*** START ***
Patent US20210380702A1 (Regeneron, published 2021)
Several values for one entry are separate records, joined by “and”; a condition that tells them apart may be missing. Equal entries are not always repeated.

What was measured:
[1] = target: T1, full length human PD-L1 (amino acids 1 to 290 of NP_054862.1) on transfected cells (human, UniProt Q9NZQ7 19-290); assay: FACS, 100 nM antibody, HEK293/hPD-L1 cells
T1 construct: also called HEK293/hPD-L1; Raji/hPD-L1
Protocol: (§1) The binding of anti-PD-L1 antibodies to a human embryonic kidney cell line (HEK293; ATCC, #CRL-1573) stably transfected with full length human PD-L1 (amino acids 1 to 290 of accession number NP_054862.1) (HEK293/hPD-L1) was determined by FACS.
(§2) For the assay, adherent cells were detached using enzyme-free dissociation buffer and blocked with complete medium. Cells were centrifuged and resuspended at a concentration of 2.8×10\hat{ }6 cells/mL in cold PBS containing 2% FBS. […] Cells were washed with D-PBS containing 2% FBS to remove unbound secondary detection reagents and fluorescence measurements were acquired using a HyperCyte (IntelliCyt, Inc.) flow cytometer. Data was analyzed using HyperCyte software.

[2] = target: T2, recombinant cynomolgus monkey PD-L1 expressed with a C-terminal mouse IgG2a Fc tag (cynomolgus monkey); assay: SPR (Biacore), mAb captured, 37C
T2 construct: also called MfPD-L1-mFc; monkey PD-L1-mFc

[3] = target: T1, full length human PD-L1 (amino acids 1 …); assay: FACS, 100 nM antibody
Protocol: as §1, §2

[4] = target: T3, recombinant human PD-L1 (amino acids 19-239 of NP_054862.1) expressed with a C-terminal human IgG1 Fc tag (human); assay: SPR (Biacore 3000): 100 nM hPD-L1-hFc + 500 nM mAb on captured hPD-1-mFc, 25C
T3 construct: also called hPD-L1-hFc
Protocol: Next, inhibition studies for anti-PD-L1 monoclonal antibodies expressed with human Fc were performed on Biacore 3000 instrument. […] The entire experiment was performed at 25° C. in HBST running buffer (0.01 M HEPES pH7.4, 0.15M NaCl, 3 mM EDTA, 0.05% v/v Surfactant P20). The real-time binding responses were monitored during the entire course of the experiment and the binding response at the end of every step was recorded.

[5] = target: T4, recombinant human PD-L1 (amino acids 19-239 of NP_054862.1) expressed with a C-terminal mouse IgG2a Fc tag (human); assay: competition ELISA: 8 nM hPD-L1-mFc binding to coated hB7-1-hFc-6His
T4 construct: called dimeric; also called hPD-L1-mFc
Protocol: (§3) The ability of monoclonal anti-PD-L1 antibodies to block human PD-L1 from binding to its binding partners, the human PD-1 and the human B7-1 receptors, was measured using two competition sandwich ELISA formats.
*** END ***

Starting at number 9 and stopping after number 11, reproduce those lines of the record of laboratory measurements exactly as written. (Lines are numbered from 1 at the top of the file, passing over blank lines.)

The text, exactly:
T2 construct: also called MfPD-L1-mFc; monkey PD-L1-mFc

[3] = target: T1, full length human PD-L1 (amino acids 1 …); assay: FACS, 100 nM antibody
Protocol: as §1, §2